Tuesday, October 11, 2011

The Masque of the Red Death

A literature lover cannot fully embrace the October reading season without devouring work by Edgar Allan Poe.  He truly captures a dark and suspenseful mood in his writing, and his eerie articulation is equally chilling and fascinating.  I will probably bring up more than one of his works, but I want to start with his short story, "The Masque of the Red Death."

I first read this story in high school, and even when I started to forget the details, I never forgot the essence of the story.  There was something about this story that really stuck with me, though I have never studied it closely or previously written about it.  But it's a quick read and easily accessible, so I reread it recently and encourage you to do the same.

In my opinion, Poe's real skill is his word choice.  He seems to carefully select every word in his writing so that it delivers precisely the feelings and connotations he wants to convey.  I am willing to bet that a remarkable number of the words he uses are only mentioned once each, thus creating a rich and diverse text to explore.  He is also a master of description, incorporating color, lighting, and sounds so thoughtfully that it delivers a distinct mood to readers.  In this story, Poe describes the eccentric castle of Prince Prospero, which is made of seven unique and symbolic rooms.  Each room is a different color and situated so that guests can only see one at a time.  The black room with blood-red windows is the most ominous, and everyone avoids it until they are forced to go there in retreat.

The setup of the story is that the country in which Prospero lives has been ravaged by the "Red Death," a plague gruesomely affecting a significant portion of the peasant population.  Yet rather than trying to help his citizens, Prospero hosts a masked party to cover up the ugliness with food, drink, and merriment.  He has invited all the important officials of the country and sealed off the walls of the castle so they can pretend the plague isn't really happening.  However, the Red Death enters the party amongst them and takes them all.  The final line of the story is awesome:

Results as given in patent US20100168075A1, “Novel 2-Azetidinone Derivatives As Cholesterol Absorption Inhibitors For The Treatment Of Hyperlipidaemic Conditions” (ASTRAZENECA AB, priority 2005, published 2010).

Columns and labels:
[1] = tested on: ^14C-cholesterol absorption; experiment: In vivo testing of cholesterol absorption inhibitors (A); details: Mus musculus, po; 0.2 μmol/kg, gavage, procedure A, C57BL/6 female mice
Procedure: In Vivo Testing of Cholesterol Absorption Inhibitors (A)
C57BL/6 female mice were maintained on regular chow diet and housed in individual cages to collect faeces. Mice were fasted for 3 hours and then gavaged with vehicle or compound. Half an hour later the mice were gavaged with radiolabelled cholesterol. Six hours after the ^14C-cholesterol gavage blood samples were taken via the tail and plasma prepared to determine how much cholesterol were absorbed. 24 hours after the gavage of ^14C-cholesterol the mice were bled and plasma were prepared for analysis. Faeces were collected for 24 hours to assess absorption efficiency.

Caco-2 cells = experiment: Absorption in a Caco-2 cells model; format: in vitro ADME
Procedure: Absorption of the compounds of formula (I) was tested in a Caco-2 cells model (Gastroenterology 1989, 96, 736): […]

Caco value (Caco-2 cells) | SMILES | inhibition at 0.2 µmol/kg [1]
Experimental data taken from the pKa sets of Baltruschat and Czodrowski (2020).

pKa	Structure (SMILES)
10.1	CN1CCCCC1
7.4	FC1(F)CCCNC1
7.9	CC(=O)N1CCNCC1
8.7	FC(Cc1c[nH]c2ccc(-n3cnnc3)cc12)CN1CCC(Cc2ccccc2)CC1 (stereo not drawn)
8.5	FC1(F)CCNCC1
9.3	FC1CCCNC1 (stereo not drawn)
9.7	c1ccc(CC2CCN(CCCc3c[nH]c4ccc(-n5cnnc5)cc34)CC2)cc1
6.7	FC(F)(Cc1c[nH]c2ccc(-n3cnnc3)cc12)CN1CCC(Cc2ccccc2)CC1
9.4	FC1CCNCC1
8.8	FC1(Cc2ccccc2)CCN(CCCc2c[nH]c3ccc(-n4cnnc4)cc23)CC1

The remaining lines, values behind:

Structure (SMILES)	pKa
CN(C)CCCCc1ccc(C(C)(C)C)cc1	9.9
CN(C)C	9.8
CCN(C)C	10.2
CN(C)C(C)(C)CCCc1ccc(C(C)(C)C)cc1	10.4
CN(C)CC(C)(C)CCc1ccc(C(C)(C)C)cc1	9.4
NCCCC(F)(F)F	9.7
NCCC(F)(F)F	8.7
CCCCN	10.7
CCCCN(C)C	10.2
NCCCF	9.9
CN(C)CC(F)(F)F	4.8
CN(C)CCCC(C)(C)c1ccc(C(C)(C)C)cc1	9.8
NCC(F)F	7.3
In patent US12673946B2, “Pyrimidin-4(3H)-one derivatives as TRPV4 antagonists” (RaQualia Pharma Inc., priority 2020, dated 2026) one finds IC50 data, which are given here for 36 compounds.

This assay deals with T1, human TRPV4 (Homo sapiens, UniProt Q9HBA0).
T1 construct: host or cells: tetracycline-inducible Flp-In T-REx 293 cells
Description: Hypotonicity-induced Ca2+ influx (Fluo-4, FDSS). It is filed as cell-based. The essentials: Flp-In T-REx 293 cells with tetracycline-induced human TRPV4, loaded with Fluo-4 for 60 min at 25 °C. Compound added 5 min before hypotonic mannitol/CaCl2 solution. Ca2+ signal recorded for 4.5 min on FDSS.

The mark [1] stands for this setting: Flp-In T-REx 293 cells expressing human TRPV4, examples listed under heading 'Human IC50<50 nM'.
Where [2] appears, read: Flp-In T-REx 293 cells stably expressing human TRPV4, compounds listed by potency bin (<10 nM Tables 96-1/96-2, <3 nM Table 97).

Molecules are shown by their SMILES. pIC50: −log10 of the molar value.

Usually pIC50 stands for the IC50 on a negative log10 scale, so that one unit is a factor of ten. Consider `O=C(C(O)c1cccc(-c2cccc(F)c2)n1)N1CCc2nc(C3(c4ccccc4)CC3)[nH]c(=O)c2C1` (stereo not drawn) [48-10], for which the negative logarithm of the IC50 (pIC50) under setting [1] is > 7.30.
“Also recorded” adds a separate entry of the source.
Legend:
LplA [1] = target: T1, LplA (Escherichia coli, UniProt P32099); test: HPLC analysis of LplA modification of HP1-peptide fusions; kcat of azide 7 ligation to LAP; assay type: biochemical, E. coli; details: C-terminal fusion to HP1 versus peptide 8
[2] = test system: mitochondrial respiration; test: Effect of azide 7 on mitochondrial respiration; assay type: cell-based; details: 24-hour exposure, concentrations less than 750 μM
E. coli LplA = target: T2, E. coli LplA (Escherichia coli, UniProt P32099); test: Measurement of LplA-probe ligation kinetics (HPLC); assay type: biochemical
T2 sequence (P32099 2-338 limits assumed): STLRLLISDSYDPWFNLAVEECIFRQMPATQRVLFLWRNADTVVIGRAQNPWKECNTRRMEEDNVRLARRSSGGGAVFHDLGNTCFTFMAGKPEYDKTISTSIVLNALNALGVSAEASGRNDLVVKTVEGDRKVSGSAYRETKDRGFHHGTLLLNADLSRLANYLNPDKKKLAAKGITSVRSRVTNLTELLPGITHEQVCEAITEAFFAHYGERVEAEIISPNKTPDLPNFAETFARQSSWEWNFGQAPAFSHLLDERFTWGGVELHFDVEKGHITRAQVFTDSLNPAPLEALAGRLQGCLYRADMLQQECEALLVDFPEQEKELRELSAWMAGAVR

"And Darkness and Decay and the Red Death held illimitable dominion over all."

However, this story is not good just because it is creepy and dark.  I would not include it in my blog if I thought its only merit was to offer a little October fun.  It is actually a thoughtful satire, and I think Poe sends a riveting and important message.  The easiest way to read this is to conclude that those in the highest class should share in the pain and desperation of the rest of citizens rather than pretend that they are immune to the country's problems.  (Maybe I'm overly exposed to "Occupy Wall Street," but this sounds eerily relevant right now.)  The Red Death invades their superficial pleasure-seeking and rips the false sense of security away from them in a stroke of righteous justice. 

Although I recognize this condemnation of the rich and selfish, I want to take this to a more personal level.  I think that this is actually the way we all live our lives.  We can easily fool ourselves into thinking that we have control in our lives, and it gives us a sense of security.  We build our own castles around us, made up of school, work, friends, family, and endless future plans.  However, the reality of life is that something can creep in among all of these things we have built and take them down in an instant.  I have had this happen a couple times in my life already, and it shows me just how vulnerable I am to circumstances outside of my control.  Moreover, we can also easily present ourselves with a mask on our faces, painted to look like the person we wish others to see.  I am often no better than the partiers in Prospero's castle, as I laugh nervously whenever hints of trouble sound around me and dive back into comfort and ease.  But then a time comes when we can no longer ignore the striking clock and must face the Masque of the Red Death or whatever it is that gets in our way.  Despite the morose nature of this, I think it is useful to recognize how true this can be so we can humble ourselves and appreciate the depth in the things we have while we do have them.

This is turning out to be kind of a strange post for me, as I can feel myself being influenced by the current cultural movement as well as some things going on in my personal life as I write this.  If I had created this post just a month ago, I'm sure I would have said something much different.  And while I feel a little more exposed than usual, I'm going to post this anyway, because I think it's cathartic and there's a chance it may be relevant to someone reading this as well.  Nevertheless, I can still appreciate this story as a creepy addition to a collection of October reading, and I hope you can too.

No comments: